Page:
Last night, Steve Jobs made his first public statement on conflict minerals, following a Sunday column by Nick Kristof in the New York Times, which heavily featured our recent campaign:
A reader wrote Jobs:
I’d planned to buy a new iPhone tomorrow – my first upgrade since buying the very first version on the first day of its release – but I’m hesitant without knowing Apple’s position on sourcing the minerals in its products.
Are you currently making any effort to source conflict-free minerals? In particular, I’m concerned that Apple is getting tantalum, tungsten, tin, and gold from Eastern Congo through its suppliers.
Looking forward to your response,
Yes. We require all of our suppliers to certify in writing that they use conflict few materials. But honestly there is no way for them to be sure. Until someone invents a way to chemically trace minerals from the source mine, it’s a very difficult problem.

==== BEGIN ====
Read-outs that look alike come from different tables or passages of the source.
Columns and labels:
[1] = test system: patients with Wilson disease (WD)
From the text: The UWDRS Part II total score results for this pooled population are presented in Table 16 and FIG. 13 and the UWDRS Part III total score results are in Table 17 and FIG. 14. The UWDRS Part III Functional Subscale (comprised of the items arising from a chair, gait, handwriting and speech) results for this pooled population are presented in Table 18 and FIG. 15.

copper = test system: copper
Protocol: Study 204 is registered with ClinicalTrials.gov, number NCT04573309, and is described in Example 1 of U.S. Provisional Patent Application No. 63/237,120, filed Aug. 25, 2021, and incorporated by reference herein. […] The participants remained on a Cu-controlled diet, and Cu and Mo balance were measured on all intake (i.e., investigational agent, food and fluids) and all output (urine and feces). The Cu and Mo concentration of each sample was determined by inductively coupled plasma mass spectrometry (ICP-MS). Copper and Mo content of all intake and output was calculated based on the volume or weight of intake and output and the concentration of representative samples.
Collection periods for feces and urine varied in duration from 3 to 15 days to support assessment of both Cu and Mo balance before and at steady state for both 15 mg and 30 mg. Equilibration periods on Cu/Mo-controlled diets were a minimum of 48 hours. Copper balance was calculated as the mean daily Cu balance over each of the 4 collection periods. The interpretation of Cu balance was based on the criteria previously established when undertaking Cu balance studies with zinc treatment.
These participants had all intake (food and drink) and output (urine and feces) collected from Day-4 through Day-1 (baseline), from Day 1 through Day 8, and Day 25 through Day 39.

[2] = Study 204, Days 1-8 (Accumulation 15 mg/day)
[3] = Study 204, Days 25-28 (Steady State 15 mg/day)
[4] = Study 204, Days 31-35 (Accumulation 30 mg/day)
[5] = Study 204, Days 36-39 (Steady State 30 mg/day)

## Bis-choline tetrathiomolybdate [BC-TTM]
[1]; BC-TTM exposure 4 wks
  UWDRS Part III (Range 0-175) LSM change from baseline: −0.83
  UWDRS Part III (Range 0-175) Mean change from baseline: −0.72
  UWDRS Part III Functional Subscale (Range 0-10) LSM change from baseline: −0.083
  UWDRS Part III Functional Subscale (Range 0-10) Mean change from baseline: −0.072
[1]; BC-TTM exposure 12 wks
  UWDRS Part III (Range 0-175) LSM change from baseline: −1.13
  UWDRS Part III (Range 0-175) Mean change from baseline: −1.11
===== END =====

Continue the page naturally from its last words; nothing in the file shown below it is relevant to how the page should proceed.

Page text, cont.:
I had sent a private email to Steve 2 weeks ago, requesting a meeting. I have now emailed Steve once more:
Thanks for your first public comments on conflict minerals. While I applaud your honest acknowledgment that the present certification system is not adequate, there is no question that minerals are, in fact, traceable and guaranteed conflict-free Apple products are possible. Apple has both the resources and capacity for innovation to help solve this problem.
I wrote you a few weeks ago as a loyal Apple consumer and leader of the recent grassroots outcry on conflict minerals (prior to the DC protest and NY Times piece) offering an in-person briefing with experts to learn about the human cost of conflict minerals and most importantly, solutions. Will you please meet with us?
I look forward to working together as allies on this critical issue. The human stakes simply could not be higher
On behalf of thousands of Congolese women and children, thank you for your consideration.